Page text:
Inside | Unrated Version | starring Allyson Paradis, Beatrice Dalle | 1:23 mins | in French with English Subtitles

The rise of the internet and the pervasiveness of a PC everyone’s-opinion-is-valid attitude has spawned a subculture of bad internet critics who feel the way to determine a movie’s value is through a formula. A template. They go down a checklist containing such pros as “Character Development” or “Plot Holes” seamingly with no idea that nit-picking tiny things does not a bad film make. “Inside”, a French horror rollercoaster written & directed by Alexandra Bustillo & Julien Maury, blasts apart the template for the Message Board Nerd’s Good Movie Checklist and comes out a towering genre achievement for it.

It is Christmas Eve and Sarah, 9 months pregnant and depressed, sits at home with her photography contemplating if she even wants this baby after a car accident took the life of her husband a few months prior. A mysterious woman shows up at her back door wanting in. Soon enough, the woman is suddenly in Sarah’s bedroom, standing over the sleeping woman and armed with only a pair of sewing scissors attempts to take Sarah’s baby by cutting it out of her – right now.

What happens next is one of recent cinema’s most intense bloodbaths. Sarah’s house becomes a war zone as the two women duke it out for the life of the unborn child, where anyone who dares step in the middle of them is dispatched in equally gruesome and creative ways. “Inside” is – so far – the pinnicle of the new wave French horror that first washed up on American shores with Alejandra Aja’s impressive, absurd “High Tension”. Like other French horror films it is absurd, stars strong female characters and  pushes the envelope in violence and gore. In fact, the unrated version contains a finale I would be hard pressed to recommend. It is such a nakedly horrifying violation. Only the most jaded gorehounds need apply. If you, like me, were tired of seeing an American horror movie where the big star always gets away without a scratch on him by sheer luck, you’ll be giddy with excitement as these heroines drag and claw their way to the end, bloody and bruised. French horror heroines really earn their survival.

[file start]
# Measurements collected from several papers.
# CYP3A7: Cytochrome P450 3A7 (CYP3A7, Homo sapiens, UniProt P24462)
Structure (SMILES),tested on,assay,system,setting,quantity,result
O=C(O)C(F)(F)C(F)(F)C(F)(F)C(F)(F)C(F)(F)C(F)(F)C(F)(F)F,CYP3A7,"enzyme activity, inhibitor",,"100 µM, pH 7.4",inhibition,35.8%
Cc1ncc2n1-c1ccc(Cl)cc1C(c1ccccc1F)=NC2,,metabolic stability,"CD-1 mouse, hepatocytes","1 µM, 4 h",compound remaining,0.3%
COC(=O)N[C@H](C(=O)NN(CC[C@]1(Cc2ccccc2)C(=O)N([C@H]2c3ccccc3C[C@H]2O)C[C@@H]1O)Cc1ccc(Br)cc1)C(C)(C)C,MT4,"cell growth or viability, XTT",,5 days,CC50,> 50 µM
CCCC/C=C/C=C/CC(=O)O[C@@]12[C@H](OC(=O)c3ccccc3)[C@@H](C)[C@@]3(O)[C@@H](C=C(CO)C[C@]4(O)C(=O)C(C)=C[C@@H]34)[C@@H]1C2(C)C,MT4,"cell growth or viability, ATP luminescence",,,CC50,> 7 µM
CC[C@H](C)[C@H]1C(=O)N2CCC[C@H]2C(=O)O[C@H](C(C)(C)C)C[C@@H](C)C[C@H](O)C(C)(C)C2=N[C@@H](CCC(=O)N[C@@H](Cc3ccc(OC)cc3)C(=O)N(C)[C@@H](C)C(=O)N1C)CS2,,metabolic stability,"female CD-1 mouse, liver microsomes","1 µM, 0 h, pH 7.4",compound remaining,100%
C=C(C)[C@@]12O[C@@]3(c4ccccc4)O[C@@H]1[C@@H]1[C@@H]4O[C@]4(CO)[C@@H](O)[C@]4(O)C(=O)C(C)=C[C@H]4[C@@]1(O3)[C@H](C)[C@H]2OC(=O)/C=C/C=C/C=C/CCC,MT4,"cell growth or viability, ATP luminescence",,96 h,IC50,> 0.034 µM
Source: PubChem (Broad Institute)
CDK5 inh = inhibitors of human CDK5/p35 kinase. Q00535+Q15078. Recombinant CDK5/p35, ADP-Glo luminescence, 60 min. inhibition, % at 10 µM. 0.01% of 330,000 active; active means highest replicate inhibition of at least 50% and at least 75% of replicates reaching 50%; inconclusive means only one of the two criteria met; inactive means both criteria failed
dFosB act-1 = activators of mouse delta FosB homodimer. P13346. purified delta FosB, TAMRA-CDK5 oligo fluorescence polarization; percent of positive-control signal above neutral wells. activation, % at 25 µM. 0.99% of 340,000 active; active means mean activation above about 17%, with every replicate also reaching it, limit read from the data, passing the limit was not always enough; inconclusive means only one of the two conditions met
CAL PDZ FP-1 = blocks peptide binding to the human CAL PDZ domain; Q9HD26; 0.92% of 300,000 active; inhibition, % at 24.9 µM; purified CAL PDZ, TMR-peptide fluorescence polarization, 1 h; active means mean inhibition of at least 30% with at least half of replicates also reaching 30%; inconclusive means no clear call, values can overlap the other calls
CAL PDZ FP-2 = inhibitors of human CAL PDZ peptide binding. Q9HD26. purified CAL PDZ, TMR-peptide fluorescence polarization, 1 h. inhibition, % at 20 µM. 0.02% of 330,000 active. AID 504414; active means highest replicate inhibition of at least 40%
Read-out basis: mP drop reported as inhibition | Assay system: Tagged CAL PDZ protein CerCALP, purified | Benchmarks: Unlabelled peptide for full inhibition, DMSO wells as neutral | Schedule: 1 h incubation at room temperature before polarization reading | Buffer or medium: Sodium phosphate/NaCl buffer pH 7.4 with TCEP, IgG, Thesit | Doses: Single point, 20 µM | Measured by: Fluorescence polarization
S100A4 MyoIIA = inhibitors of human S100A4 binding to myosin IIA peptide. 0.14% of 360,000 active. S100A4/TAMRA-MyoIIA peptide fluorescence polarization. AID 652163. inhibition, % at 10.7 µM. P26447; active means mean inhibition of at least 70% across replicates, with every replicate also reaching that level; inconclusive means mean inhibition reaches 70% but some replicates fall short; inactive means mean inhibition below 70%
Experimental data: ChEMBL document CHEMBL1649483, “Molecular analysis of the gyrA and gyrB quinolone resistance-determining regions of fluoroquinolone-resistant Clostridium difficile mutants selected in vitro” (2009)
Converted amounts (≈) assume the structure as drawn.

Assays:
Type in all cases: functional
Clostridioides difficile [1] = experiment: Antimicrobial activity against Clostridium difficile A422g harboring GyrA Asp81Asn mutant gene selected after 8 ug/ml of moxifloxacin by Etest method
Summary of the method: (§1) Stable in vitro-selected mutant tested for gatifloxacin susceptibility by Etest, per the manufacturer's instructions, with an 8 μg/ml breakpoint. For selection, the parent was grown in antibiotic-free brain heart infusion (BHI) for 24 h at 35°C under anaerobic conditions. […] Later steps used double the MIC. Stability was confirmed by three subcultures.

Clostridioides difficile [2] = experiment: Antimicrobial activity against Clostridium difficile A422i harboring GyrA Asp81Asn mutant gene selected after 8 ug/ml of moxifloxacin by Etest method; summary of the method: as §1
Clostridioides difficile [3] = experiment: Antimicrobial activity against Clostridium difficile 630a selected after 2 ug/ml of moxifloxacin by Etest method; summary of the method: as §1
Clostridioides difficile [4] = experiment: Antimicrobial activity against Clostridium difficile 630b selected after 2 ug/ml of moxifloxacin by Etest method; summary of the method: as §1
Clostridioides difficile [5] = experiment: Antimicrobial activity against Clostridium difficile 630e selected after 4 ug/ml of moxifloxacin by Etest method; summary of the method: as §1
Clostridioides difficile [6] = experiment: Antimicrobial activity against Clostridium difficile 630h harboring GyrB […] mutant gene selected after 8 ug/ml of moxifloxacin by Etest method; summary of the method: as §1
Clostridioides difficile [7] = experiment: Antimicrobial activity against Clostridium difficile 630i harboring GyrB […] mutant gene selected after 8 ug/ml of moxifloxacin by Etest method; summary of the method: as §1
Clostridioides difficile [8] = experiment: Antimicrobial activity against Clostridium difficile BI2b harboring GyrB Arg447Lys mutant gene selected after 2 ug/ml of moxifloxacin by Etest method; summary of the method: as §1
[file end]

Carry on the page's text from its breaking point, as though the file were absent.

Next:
Why would you want to see a movie so gruesome otherwise? Because “Inside” kicks a**. Bustillo and Muary have masterfully put together an engrossing purely cinematic work of visuals, gore effects and music to bring one of the most genuinely scary movies I have ever seen to the screen. The images are nightmare inducing; the movie’s signature sound effect (their version of the American slasher “shing”) actually sends a shiver up my spine; and I was out of my seat during the last half of the film, no idea what would happen next.

In truth, yes, “Inside” starts a bit slow. All of that turns around soon enough when our nameless villain, credited as La Femme, shows up. Beatrice Dalle makes La Femme a fire-breathing, run-away-train of unmitigated rage. An unstoppable killing machine who relishes in male genital mutilation and has a creative improvised kill waiting for cops and cats alike. Cats never fair well in horror, but this movie takes even that staple to a new level. Let’s just say La Femme would probably have the chick from “Audition” begging for mercy.

Bustillo has some sly social commentary buried in here. This movie is a woman’s world, the actions of any man in it is completely irrelevant. They cannot help you. There will be no white knight riding to your rescue. Particularly if they are cops. “Inside” very specifically takes place during the French riots of 2005 and Bustillo depicts the French, cops unable to quell those riots, as pretty incompetent. In a laugh out loud moment, a cop even gives a gun to a perp in the back of the patrol car and recruits him as backup to go in Sarah’s house.

Horror can be a very personal thing. For me, “Inside” is the only movie that has truly shaken me since John Carpenter’s original “Halloween”. It is a tight, efficient piece of work torn down to basic human survival that grabbed me right in the gut and left me dazed long after it had ended. It is a high-stakes horror classic that – love it or hate it – should not be missed by any genre fan.